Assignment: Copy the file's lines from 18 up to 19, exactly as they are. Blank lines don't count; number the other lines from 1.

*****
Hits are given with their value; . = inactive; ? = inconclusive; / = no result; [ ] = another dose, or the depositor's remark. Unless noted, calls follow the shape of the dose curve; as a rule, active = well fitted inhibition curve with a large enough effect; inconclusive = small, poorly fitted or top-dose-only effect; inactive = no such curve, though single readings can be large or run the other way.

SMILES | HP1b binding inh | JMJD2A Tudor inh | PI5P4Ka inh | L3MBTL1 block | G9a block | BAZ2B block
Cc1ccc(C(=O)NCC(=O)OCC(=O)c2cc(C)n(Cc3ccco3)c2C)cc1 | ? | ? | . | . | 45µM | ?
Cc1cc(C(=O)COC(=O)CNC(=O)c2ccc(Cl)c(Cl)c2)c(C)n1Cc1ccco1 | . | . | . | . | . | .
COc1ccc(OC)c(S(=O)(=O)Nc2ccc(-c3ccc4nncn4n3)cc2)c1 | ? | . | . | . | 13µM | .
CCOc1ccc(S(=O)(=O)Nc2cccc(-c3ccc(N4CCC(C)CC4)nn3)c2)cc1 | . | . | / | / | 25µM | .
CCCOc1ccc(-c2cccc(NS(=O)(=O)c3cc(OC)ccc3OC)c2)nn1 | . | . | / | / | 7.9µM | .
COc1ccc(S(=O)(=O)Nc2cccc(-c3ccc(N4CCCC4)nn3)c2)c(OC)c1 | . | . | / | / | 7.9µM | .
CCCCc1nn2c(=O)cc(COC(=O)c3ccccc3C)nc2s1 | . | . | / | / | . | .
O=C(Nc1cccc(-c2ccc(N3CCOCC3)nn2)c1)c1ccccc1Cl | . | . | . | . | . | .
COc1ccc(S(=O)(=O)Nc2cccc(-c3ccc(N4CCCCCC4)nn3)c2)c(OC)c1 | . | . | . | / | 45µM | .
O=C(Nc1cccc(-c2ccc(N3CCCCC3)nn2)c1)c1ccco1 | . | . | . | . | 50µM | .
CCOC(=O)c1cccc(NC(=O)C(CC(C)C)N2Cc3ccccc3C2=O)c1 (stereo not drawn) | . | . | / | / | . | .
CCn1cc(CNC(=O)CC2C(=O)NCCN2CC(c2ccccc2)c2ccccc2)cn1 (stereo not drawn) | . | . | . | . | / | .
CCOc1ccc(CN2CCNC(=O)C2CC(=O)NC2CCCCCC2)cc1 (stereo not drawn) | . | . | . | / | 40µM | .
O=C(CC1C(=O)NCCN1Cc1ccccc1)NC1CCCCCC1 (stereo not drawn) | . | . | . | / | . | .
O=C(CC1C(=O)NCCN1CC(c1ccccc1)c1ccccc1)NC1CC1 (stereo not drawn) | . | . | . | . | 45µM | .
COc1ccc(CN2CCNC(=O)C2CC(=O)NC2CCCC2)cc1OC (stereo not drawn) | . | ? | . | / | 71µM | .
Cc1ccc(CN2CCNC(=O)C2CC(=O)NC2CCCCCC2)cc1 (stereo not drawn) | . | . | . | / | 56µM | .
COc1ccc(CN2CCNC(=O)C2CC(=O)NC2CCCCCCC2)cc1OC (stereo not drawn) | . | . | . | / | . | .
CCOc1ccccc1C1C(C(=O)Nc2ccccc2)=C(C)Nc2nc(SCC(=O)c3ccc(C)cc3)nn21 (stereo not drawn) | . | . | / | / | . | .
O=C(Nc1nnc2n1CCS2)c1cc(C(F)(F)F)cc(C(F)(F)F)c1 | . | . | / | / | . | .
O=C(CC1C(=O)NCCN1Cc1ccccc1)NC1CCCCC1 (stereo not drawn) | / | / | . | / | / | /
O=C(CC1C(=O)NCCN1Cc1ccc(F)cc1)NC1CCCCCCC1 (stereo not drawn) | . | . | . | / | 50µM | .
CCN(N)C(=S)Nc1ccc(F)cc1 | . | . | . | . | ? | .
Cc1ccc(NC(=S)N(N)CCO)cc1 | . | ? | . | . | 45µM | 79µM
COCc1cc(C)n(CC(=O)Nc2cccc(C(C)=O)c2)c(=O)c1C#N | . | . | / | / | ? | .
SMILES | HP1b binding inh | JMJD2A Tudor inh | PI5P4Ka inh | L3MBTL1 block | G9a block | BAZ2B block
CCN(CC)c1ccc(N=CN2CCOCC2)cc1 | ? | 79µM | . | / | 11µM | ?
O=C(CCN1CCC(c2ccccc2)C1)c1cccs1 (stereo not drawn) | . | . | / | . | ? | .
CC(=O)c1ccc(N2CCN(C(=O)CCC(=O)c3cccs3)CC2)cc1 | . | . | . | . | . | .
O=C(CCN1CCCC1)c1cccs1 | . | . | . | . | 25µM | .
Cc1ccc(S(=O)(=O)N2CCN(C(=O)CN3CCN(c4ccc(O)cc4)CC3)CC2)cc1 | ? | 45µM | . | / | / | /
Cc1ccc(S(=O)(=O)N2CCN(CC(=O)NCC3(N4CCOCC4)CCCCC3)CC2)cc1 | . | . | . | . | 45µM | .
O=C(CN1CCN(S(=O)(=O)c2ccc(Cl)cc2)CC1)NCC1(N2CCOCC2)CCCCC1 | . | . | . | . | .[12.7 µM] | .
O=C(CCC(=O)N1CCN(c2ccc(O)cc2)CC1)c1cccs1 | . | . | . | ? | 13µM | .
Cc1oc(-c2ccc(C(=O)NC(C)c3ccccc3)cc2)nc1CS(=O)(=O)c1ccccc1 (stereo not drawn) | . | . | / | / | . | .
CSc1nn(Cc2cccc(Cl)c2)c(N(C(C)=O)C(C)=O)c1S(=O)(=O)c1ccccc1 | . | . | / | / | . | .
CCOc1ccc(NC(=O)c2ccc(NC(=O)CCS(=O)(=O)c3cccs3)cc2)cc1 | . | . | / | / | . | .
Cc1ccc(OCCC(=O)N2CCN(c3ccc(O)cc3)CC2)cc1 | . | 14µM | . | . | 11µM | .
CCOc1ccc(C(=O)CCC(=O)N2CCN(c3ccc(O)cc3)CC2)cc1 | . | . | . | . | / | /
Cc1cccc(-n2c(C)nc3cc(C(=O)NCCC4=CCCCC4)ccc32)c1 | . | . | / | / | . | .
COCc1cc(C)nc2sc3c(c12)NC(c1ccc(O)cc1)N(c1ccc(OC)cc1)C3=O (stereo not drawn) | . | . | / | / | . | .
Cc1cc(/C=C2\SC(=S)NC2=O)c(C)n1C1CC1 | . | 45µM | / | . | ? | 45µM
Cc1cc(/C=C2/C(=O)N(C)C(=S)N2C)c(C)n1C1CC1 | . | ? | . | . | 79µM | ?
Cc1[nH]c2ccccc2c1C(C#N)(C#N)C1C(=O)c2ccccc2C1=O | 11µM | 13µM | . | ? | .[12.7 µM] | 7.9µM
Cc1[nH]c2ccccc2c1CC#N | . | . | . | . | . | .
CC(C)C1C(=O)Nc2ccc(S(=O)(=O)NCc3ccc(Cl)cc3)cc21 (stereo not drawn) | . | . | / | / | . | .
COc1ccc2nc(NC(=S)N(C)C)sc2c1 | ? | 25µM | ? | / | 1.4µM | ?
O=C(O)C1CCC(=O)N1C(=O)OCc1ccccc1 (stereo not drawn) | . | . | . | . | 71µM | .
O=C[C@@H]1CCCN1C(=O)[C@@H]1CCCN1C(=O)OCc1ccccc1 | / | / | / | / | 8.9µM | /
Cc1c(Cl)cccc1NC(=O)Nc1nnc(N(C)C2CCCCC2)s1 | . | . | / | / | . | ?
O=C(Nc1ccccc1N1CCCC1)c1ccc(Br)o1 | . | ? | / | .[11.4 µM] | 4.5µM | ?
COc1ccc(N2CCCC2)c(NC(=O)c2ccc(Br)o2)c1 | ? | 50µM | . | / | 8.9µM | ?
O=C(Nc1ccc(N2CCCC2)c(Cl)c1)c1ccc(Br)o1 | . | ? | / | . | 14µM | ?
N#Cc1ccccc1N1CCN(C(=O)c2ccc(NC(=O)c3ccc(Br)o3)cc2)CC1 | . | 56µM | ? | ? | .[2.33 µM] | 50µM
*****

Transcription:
COc1ccc(CN2CCNC(=O)C2CC(=O)NC2CCCC2)cc1OC (stereo not drawn) | . | ? | . | / | 71µM | .
Cc1ccc(CN2CCNC(=O)C2CC(=O)NC2CCCCCC2)cc1 (stereo not drawn) | . | . | . | / | 56µM | .